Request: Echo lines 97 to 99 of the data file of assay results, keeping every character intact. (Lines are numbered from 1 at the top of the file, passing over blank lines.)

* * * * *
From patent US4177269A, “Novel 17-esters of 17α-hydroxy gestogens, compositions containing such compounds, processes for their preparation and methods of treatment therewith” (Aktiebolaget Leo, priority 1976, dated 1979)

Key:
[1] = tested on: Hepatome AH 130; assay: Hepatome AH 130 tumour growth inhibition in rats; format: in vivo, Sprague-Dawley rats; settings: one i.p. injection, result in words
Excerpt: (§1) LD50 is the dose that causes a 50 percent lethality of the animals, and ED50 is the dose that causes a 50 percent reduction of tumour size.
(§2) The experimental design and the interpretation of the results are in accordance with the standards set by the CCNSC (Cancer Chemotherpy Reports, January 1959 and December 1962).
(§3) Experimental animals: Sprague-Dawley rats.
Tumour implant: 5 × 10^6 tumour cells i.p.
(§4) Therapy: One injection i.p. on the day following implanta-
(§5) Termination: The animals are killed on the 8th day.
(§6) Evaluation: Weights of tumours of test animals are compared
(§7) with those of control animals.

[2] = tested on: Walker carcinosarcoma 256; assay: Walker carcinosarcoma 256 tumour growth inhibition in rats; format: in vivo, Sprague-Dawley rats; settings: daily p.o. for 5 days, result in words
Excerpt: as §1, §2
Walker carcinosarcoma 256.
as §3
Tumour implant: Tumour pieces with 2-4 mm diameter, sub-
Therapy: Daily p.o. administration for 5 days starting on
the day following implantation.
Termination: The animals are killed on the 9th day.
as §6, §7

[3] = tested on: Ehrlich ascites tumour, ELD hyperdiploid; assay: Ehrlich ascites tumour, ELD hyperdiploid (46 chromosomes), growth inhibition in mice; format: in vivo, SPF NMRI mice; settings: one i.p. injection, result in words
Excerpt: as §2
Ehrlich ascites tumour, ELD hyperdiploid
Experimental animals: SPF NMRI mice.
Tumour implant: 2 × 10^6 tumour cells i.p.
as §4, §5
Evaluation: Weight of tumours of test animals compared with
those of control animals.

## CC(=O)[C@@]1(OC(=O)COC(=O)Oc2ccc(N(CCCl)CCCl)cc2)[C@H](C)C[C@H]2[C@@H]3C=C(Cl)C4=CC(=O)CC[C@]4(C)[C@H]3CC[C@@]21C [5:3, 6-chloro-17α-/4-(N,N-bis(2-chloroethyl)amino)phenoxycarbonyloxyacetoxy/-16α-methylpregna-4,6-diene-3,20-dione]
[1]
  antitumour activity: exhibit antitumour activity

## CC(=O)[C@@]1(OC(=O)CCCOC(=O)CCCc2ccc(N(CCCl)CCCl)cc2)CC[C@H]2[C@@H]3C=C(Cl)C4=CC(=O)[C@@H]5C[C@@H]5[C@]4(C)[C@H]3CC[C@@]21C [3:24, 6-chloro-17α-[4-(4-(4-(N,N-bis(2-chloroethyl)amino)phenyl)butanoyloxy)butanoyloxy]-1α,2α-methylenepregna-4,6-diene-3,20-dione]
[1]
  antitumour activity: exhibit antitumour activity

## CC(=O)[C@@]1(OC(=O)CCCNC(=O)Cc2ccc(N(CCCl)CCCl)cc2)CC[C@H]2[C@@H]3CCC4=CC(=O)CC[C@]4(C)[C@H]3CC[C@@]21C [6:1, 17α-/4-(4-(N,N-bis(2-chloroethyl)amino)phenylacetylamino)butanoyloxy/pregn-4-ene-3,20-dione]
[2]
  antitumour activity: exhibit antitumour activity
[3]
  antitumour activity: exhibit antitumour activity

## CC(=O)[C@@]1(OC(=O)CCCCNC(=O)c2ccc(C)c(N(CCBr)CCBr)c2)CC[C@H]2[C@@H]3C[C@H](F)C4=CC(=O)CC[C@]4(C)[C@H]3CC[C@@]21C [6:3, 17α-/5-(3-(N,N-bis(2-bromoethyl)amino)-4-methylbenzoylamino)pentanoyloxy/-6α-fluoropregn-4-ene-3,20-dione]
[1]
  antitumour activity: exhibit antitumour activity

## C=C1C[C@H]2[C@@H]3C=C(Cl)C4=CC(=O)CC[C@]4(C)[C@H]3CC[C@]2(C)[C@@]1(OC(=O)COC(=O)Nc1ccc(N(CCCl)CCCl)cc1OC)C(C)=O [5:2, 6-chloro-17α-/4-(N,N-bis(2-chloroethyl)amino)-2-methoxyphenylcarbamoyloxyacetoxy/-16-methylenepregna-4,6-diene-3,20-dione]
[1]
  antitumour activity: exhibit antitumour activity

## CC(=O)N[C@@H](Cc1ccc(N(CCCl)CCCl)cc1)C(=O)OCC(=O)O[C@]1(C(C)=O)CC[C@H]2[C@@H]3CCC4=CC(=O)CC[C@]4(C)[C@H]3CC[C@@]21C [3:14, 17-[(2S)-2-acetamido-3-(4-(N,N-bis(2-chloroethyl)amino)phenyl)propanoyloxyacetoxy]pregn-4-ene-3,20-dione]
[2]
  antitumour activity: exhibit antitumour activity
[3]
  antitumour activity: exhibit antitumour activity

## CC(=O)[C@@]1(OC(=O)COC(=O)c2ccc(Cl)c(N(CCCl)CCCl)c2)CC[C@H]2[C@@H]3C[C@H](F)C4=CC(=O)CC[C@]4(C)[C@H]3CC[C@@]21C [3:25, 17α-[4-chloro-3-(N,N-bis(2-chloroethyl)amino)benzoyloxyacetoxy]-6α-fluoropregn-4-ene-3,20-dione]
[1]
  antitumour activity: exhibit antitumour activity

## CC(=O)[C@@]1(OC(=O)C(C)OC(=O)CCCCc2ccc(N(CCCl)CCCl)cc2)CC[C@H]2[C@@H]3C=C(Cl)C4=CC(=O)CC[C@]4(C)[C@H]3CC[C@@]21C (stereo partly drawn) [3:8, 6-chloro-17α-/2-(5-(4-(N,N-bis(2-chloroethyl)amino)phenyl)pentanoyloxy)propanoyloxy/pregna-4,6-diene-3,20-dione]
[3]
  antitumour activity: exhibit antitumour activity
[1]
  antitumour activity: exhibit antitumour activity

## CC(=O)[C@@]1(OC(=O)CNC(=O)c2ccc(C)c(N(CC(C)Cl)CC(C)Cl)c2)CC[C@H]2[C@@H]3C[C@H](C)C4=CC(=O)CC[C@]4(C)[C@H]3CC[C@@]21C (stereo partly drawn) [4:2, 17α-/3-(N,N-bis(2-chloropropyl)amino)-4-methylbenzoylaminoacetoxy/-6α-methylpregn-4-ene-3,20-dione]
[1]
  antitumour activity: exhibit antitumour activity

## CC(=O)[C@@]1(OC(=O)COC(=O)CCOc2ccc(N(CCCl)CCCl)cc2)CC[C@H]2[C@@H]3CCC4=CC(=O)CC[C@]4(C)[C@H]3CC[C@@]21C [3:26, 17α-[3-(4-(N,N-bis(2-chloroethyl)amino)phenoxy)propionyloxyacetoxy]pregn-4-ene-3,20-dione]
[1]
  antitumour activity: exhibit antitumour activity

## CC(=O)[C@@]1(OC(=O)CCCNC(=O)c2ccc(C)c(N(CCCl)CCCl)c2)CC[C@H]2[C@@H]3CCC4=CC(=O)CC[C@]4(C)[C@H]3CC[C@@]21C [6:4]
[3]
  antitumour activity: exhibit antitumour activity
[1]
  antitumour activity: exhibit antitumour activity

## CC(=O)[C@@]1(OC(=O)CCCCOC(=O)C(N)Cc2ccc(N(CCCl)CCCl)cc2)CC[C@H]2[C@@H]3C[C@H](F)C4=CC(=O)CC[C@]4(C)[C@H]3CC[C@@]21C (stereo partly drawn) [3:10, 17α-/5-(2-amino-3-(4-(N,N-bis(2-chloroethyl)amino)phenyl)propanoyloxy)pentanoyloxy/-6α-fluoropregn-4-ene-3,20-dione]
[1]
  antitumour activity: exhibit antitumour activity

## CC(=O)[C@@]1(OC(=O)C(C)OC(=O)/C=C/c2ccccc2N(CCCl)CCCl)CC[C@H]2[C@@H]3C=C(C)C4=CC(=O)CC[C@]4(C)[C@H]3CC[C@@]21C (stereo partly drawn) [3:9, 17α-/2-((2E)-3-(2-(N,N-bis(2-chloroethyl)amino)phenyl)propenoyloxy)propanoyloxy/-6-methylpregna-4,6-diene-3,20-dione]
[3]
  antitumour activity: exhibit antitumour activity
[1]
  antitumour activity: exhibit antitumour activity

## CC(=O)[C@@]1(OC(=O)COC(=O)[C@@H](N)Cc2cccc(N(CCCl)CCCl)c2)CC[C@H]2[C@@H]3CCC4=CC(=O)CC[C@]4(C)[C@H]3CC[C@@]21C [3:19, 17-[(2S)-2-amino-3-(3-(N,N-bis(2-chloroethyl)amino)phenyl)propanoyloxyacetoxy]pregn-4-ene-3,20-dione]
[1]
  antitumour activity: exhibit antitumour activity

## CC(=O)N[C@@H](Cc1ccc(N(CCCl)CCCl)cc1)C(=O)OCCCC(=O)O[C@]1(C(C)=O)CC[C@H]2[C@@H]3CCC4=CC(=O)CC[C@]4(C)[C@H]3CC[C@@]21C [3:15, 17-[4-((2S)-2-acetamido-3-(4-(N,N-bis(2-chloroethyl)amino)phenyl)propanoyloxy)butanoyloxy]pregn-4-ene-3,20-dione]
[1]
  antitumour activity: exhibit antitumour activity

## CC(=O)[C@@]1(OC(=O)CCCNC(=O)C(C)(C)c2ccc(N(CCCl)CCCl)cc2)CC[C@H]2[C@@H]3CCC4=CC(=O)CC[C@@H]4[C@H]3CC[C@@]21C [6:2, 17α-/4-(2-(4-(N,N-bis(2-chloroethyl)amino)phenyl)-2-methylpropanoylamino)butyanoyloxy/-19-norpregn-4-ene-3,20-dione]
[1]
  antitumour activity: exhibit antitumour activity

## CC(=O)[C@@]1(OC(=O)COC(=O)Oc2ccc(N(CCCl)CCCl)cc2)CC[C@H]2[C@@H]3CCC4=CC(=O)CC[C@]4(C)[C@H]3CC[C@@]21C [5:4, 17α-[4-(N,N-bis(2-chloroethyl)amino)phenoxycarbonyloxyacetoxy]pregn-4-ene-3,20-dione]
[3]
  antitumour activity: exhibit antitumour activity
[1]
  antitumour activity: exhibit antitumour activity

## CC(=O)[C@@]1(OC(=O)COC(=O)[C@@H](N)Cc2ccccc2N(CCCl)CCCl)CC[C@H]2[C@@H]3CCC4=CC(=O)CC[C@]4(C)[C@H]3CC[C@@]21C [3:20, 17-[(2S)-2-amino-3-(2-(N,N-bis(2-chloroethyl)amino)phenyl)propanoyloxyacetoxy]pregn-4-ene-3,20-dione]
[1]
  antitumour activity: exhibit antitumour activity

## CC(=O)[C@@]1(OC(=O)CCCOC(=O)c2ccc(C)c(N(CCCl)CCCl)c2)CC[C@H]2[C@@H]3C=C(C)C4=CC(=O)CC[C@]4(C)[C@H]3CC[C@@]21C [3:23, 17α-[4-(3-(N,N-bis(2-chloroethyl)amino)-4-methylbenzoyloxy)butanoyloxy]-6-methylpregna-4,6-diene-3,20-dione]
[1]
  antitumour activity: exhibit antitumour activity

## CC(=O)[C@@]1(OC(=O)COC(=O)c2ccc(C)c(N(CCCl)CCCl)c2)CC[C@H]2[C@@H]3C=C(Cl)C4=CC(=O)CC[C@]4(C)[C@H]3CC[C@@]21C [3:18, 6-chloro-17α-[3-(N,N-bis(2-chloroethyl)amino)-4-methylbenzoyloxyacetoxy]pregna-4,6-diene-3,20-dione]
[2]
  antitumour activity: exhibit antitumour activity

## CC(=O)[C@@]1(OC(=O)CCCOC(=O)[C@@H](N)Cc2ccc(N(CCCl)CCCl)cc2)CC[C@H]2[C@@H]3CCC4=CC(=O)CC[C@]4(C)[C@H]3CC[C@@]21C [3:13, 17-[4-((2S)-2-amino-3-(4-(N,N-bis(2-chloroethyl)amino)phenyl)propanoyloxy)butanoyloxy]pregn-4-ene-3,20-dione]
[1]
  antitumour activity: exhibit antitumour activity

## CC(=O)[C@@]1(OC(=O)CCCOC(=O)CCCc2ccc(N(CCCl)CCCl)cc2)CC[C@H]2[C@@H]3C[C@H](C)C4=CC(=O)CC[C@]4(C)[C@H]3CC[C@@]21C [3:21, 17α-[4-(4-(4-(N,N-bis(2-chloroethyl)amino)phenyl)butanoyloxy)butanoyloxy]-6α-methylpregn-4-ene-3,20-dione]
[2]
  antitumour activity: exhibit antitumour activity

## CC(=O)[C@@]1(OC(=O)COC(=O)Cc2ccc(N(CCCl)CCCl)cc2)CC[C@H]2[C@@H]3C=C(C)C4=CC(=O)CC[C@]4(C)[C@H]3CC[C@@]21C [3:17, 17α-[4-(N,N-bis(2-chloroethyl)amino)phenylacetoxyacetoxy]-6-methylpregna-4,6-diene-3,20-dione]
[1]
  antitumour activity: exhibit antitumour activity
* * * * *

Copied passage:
  antitumour activity: exhibit antitumour activity

## CC(=O)[C@@]1(OC(=O)COC(=O)c2ccc(C)c(N(CCCl)CCCl)c2)CC[C@H]2[C@@H]3C=C(Cl)C4=CC(=O)CC[C@]4(C)[C@H]3CC[C@@]21C [3:18, 6-chloro-17α-[3-(N,N-bis(2-chloroethyl)amino)-4-methylbenzoyloxyacetoxy]pregna-4,6-diene-3,20-dione]
[2]